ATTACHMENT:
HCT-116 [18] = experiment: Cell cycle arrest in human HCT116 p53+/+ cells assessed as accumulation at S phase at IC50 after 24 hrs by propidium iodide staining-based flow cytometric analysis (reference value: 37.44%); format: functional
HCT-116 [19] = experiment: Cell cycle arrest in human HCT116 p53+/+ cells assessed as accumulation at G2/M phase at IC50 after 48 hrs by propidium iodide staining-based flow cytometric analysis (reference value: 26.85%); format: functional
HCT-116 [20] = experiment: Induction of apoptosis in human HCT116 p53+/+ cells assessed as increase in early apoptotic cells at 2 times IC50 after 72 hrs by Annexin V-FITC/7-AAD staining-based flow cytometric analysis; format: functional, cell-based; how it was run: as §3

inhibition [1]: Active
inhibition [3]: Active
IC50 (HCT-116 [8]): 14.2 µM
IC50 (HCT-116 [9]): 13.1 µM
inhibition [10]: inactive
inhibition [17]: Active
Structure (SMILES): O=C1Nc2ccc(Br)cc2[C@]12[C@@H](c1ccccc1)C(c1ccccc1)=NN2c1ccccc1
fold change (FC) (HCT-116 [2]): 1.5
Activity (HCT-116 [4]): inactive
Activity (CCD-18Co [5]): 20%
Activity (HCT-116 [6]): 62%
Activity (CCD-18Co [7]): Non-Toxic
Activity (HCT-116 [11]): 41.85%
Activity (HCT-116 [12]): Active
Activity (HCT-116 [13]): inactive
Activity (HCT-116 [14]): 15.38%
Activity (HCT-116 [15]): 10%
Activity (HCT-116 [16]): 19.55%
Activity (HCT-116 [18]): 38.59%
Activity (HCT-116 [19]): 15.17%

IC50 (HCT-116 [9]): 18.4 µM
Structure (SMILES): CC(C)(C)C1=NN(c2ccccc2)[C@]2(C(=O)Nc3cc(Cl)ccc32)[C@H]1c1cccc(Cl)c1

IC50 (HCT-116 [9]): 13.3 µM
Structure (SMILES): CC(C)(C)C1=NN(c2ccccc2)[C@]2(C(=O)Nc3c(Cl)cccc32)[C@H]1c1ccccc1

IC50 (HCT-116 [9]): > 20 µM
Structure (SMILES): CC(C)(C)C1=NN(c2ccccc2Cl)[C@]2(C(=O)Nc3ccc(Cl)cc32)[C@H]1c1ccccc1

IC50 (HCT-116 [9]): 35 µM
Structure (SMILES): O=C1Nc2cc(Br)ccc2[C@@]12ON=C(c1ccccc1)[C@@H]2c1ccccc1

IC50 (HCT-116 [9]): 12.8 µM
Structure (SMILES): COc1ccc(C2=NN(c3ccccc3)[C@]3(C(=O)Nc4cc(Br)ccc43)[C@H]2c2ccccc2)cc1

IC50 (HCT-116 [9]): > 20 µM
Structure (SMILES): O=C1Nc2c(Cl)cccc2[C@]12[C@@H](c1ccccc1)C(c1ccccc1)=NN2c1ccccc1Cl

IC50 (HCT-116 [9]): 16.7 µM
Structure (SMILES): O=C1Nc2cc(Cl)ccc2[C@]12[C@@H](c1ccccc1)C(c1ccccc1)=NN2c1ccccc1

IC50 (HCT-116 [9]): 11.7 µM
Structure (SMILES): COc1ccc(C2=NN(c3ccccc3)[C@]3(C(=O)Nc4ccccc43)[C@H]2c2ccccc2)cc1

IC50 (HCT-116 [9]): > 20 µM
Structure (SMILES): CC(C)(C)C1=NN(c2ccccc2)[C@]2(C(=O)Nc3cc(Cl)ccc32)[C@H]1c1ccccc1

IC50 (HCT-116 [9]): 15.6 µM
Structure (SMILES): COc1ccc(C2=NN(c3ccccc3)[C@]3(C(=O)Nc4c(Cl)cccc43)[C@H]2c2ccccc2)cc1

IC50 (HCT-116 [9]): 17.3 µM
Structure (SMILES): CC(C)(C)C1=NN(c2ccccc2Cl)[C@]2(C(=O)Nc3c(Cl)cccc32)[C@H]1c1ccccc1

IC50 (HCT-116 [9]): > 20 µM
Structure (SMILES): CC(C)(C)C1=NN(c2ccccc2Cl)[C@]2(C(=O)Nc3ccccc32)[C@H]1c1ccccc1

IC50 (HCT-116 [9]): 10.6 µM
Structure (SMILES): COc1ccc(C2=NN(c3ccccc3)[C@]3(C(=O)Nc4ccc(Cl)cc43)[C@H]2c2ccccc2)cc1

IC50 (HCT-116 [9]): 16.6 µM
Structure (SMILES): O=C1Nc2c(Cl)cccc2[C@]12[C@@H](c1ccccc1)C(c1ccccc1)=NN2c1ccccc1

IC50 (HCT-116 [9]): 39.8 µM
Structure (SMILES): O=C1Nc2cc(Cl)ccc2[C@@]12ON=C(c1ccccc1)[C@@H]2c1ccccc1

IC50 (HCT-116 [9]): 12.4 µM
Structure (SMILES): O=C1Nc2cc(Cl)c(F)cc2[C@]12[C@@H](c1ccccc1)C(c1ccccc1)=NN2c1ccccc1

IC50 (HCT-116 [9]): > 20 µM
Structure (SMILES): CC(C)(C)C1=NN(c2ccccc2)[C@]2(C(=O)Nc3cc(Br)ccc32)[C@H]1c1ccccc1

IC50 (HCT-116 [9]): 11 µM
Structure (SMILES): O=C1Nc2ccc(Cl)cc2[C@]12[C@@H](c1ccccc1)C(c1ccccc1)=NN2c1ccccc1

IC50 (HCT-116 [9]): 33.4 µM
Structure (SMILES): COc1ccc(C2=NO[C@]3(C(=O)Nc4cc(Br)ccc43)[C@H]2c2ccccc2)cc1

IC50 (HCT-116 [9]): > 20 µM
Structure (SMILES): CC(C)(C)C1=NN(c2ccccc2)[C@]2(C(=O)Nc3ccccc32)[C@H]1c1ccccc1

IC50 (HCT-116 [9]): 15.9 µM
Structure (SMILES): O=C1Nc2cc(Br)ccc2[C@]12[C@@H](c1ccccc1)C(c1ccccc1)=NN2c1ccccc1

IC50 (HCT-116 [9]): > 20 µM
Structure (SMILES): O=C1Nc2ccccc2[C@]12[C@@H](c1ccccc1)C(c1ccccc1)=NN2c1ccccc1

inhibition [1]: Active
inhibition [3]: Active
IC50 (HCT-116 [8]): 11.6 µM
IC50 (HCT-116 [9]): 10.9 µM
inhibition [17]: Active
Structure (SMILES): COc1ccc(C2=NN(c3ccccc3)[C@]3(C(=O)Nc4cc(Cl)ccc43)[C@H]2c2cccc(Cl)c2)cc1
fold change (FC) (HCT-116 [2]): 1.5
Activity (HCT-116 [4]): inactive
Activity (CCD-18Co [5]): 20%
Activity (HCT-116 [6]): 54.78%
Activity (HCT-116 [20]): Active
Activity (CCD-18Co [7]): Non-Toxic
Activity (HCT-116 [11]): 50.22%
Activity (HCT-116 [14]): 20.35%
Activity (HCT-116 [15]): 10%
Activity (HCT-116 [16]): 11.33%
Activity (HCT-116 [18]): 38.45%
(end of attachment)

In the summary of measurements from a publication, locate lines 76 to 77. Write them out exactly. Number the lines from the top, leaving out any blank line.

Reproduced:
Activity (CCD-18Co [5]): 20%
Activity (HCT-116 [6]): 54.78%